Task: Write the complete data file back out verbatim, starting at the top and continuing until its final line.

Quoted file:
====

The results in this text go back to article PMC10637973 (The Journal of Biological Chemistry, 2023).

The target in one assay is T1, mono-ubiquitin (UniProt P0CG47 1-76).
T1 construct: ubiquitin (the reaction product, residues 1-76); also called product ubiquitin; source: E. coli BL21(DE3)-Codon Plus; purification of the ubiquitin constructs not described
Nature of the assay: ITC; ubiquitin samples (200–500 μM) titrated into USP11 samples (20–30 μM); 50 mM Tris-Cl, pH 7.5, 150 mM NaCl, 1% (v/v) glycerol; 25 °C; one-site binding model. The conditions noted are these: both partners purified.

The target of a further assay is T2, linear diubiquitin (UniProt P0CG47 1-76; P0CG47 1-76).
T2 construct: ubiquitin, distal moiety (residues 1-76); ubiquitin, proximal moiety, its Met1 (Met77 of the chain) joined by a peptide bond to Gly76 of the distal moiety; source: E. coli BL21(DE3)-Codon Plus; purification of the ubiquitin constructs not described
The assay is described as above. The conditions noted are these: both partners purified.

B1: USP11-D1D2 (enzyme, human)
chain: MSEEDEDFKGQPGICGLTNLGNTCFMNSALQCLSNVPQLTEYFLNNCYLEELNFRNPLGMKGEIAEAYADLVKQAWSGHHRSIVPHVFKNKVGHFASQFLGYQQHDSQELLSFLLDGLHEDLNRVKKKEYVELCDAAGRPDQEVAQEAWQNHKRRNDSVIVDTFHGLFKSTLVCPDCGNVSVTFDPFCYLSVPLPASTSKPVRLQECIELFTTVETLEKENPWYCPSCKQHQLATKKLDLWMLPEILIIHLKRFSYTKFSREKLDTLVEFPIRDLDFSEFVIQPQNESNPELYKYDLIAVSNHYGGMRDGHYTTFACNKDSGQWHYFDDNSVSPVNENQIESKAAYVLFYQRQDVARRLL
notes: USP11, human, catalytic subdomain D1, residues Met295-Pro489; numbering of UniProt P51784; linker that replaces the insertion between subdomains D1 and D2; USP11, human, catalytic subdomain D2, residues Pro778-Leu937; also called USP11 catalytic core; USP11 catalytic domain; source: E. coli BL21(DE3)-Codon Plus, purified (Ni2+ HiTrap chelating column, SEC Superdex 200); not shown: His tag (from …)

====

The results in this text go back to article PMC10637973 (The Journal of Biological Chemistry, 2023).

The target in one assay is T1, mono-ubiquitin (UniProt P0CG47 1-76).
T1 construct: ubiquitin (the reaction product, residues 1-76); also called product ubiquitin; source: E. coli BL21(DE3)-Codon Plus; purification of the ubiquitin constructs not described
Nature of the assay: ITC; ubiquitin samples (200–500 μM) titrated into USP11 samples (20–30 μM); 50 mM Tris-Cl, pH 7.5, 150 mM NaCl, 1% (v/v) glycerol; 25 °C; one-site binding model. The conditions noted are these: both partners purified.

The target of a further assay is T2, linear diubiquitin (UniProt P0CG47 1-76; P0CG47 1-76).
T2 construct: ubiquitin, distal moiety (residues 1-76); ubiquitin, proximal moiety, its Met1 (Met77 of the chain) joined by a peptide bond to Gly76 of the distal moiety; source: E. coli BL21(DE3)-Codon Plus; purification of the ubiquitin constructs not described
The assay is described as above. The conditions noted are these: both partners purified.

B1: USP11-D1D2 (enzyme, human)
chain: MSEEDEDFKGQPGICGLTNLGNTCFMNSALQCLSNVPQLTEYFLNNCYLEELNFRNPLGMKGEIAEAYADLVKQAWSGHHRSIVPHVFKNKVGHFASQFLGYQQHDSQELLSFLLDGLHEDLNRVKKKEYVELCDAAGRPDQEVAQEAWQNHKRRNDSVIVDTFHGLFKSTLVCPDCGNVSVTFDPFCYLSVPLPASTSKPVRLQECIELFTTVETLEKENPWYCPSCKQHQLATKKLDLWMLPEILIIHLKRFSYTKFSREKLDTLVEFPIRDLDFSEFVIQPQNESNPELYKYDLIAVSNHYGGMRDGHYTTFACNKDSGQWHYFDDNSVSPVNENQIESKAAYVLFYQRQDVARRLL
notes: USP11, human, catalytic subdomain D1, residues Met295-Pro489; numbering of UniProt P51784; linker that replaces the insertion between subdomains D1 and D2; USP11, human, catalytic subdomain D2, residues Pro778-Leu937; also called USP11 catalytic core; USP11 catalytic domain; source: E. coli BL21(DE3)-Codon Plus, purified (Ni2+ HiTrap chelating column, SEC Superdex 200); not shown: His tag (from …)